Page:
I thought "feminist" was a dirty word...until I had a daughter.
When I looked into the wide, innocent eyes of my brand new baby girl everything I thought I believed about equality was shaken. I knew that the endless possibilities, hopes, and dreams that a mother has for her tiny, fresh human would never actually be completely endless. Oh, sure she came into the privilege that comes with being born into a white, upper-middle class home, to two educated parents (in the United States no less), but she was also born a "she".
Her struggle would be less stifiling than those of other races or socioeconomic statuses, but it would still exist because of her gender. She will have to grow up in a world where she will always have to look over her shoulder when she goes out at night by herself; where her body seems to belong to everyone else, since women's bodies are scrutinized and torn apart at will. Assumptions will be made about her intelligence since she is beautiful and you can't possibly be both smart and attractive. She will hear how she's not good enough to participate in x,y, z because "she's just a girl". When she's old enough to work, she will make less money than men in same job. She will be expected to smile all the time, wear the appropriate clothes so as to not invite too much male attention, not speak up too much (we wouldn't want her to be seen as bossy)..... Blah, blah, blah! Ahhhhhh! (Insert picture of me screaming with my hands over my ears in the fetal position) Can you hear the environmental noise that pollute women's minds? If you are a women, you know the noise. Can we just tell this noise to calm the hell down?
Then I thought, it's all nonsense, we live in the 21st century. She CAN be what she wants, wear what she wants, do what she wants, and say what she wants. There is a long list of ladies that have gone before us who have (and still are) taking jack-hammers to the glass ceiling. Women who are speaking up and demanding to be heard.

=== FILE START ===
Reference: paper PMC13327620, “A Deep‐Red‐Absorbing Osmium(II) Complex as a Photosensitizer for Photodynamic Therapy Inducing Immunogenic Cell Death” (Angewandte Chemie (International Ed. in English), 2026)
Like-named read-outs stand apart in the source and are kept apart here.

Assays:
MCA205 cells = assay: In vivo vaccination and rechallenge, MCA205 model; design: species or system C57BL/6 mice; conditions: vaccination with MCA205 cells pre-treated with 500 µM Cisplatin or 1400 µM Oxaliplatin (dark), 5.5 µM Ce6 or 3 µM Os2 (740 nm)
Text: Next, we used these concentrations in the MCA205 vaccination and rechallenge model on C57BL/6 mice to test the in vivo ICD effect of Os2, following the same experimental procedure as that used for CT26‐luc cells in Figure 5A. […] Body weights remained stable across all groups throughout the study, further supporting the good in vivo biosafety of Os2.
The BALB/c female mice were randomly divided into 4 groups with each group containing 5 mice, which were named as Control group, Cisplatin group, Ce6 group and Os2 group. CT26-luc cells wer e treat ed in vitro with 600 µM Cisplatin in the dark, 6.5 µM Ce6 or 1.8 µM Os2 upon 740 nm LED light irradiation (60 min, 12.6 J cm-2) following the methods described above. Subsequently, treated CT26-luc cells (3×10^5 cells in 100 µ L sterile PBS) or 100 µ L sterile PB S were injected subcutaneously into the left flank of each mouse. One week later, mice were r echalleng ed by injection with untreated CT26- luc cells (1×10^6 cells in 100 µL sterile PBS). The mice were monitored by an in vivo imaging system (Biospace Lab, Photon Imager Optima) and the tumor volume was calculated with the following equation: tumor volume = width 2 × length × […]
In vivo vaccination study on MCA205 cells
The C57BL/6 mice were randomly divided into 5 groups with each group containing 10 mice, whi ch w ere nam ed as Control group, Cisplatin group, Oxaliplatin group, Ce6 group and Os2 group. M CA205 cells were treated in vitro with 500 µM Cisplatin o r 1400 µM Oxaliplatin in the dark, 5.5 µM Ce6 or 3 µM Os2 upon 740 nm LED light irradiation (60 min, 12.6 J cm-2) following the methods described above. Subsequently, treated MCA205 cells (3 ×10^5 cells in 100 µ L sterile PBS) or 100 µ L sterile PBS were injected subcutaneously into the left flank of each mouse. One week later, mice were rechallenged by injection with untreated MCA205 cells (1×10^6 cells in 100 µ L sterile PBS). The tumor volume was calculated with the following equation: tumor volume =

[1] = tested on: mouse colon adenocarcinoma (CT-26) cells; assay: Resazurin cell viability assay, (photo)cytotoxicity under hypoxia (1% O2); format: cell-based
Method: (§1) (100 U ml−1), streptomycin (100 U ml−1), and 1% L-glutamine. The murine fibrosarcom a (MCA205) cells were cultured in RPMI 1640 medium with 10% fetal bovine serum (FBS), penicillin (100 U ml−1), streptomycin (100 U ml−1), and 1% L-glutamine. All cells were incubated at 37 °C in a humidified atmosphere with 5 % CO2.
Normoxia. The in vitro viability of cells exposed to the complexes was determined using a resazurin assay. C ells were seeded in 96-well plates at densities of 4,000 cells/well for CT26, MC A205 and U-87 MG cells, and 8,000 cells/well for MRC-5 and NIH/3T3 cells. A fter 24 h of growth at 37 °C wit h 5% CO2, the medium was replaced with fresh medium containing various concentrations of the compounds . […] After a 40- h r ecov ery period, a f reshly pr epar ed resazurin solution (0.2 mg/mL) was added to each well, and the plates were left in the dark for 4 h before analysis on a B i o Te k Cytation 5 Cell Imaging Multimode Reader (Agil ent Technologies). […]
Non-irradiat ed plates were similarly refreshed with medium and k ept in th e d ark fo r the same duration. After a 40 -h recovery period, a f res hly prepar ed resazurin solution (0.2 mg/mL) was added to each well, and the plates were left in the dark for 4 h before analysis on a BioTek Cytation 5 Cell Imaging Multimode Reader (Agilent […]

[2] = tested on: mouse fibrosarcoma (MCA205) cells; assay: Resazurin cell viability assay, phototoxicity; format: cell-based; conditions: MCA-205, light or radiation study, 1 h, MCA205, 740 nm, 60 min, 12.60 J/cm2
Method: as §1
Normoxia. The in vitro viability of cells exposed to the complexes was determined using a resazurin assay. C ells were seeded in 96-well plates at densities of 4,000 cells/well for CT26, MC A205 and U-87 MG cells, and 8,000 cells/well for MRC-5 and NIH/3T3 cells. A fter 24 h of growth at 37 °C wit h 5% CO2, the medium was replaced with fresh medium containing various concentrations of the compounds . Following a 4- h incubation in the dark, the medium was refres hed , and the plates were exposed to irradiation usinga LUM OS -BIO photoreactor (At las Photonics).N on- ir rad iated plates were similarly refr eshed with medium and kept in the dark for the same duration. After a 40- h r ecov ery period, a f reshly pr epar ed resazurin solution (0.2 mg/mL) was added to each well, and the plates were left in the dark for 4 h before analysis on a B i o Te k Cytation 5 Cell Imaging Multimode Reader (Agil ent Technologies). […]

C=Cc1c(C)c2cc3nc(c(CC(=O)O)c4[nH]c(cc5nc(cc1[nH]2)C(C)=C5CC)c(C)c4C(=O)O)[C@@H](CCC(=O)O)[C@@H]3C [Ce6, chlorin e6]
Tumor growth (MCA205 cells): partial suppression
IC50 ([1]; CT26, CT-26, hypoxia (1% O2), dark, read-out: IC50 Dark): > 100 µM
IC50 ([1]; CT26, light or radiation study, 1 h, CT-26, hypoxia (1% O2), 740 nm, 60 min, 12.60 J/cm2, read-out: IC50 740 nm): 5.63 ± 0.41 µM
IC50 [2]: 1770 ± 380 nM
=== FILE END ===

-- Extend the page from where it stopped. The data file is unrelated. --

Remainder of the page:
While I had lived in fear as a child and a young woman, my daughter will be raised to be fearless. She will be a feminist.
Which brings us to why I decided to start GIRLS CAN! CRATE. As a child, I let the noise fill my head and block my dreams. I was full of fear based on ideas I had picked up from those around me. Ideas that said I wouldn't be able to be an archaeologist because women aren't good at science. A statement made in jest that reminded me where a woman's place is. Remarks that told me what I could and couldn't do. I let the noise put my God-given aspirations on hold. If I'd been exposed to more heroines (like the ladies we will feature in our boxes), then maybe the noise would have only been a whisper. Or better yet, thrown in the basement of my mind and wrapped in duct tape for good measure.
I want my daughter, sister, and niece to know that they are just as valuable, deserving, and capable as as my son, brother, and nephew. I want the little girls in everyones life to know that, too. The most powerful tool for change is education and that's what our company aims to do: educate and empower girls. Girls need to know that being a feminist isn't a bad word and it doesn't mean that you don't care about men, it just means you care about women just as much.